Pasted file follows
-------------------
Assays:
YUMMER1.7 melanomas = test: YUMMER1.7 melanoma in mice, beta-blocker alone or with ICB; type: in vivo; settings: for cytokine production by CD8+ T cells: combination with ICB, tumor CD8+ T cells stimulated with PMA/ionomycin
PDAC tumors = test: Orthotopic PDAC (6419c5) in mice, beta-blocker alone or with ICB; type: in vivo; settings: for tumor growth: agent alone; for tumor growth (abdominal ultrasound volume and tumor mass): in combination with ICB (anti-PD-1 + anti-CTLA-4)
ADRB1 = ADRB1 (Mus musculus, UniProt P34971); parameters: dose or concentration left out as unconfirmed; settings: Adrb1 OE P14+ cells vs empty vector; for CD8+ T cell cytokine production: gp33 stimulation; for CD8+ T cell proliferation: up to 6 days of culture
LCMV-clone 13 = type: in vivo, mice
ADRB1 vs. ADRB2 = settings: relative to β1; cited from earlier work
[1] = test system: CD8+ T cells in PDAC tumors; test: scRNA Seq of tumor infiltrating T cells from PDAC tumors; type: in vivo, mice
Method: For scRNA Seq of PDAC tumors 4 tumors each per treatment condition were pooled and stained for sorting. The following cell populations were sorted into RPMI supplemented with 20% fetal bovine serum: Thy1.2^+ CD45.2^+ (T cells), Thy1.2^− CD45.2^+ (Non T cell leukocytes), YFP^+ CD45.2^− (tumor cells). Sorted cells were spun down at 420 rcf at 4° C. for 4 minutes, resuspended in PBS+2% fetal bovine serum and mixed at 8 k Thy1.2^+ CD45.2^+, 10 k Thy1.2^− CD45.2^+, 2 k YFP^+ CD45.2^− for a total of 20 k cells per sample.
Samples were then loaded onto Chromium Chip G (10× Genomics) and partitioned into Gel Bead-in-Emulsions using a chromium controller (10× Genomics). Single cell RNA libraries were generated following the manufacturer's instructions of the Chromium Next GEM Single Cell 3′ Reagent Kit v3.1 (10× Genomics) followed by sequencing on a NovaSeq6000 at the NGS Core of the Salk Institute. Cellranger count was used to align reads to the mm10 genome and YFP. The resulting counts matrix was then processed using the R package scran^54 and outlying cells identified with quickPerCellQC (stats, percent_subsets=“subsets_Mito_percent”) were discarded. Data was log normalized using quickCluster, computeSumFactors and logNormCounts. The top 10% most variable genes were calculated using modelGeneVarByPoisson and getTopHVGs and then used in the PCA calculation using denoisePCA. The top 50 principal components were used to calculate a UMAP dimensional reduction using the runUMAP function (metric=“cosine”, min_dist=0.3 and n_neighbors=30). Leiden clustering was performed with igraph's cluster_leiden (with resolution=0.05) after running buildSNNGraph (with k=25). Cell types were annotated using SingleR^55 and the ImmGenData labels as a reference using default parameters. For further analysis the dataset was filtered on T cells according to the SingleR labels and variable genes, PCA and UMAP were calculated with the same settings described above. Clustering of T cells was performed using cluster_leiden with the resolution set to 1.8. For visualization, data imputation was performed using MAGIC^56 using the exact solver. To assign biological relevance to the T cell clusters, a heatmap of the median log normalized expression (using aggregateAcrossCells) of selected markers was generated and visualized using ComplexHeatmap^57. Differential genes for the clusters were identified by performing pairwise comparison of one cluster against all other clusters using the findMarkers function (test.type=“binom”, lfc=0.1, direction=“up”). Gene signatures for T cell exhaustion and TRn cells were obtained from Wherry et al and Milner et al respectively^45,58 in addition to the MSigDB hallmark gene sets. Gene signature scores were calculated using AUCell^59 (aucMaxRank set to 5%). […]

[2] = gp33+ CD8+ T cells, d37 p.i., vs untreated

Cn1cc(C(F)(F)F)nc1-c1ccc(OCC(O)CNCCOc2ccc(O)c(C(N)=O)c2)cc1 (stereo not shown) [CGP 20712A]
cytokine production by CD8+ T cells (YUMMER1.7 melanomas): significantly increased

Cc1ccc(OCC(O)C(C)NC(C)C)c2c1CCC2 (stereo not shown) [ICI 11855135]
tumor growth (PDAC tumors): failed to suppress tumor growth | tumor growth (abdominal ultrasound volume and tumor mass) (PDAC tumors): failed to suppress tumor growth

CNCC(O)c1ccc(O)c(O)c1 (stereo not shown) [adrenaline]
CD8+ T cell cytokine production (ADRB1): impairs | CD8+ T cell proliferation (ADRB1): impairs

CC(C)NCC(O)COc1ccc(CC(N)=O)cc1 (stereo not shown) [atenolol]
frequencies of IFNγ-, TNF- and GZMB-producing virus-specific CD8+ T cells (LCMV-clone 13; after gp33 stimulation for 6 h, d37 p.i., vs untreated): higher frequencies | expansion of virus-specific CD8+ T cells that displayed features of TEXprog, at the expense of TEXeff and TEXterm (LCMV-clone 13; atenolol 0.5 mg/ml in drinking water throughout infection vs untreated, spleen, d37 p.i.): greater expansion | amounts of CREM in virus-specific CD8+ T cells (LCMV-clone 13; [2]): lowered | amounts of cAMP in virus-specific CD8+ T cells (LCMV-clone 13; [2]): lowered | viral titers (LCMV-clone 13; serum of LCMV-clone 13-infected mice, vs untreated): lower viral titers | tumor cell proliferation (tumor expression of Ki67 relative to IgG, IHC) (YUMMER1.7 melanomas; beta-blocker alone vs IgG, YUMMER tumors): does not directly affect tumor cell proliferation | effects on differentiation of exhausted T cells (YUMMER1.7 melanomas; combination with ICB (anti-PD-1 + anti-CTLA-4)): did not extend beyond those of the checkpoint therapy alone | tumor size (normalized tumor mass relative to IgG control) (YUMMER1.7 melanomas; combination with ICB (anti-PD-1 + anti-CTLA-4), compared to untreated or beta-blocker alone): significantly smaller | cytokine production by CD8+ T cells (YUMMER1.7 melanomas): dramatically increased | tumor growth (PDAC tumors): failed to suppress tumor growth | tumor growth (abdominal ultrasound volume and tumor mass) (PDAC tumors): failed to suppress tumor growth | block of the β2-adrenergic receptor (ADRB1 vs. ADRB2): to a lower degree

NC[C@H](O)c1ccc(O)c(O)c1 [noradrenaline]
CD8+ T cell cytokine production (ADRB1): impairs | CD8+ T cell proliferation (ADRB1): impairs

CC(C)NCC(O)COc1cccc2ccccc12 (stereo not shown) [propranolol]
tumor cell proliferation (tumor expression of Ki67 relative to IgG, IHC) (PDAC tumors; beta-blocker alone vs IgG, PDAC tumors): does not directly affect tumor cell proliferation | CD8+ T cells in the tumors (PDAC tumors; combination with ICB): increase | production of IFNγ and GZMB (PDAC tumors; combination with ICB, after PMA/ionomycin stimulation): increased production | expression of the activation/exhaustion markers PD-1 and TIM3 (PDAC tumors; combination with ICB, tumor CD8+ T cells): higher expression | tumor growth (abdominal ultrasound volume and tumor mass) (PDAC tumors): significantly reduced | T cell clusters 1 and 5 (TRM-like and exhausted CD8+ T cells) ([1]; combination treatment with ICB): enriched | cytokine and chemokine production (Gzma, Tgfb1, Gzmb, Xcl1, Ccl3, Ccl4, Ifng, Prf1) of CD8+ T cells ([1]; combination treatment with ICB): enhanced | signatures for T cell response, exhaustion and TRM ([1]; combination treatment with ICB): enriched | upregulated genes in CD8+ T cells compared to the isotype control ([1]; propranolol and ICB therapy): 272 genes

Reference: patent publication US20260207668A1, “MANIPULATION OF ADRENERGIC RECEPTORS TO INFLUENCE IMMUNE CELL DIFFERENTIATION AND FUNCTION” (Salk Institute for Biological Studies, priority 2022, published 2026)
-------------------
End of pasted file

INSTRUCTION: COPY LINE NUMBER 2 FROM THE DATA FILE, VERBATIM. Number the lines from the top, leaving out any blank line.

YUMMER1.7 melanomas = test: YUMMER1.7 melanoma in mice, beta-blocker alone or with ICB; type: in vivo; settings: for cytokine production by CD8+ T cells: combination with ICB, tumor CD8+ T cells stimulated with PMA/ionomycin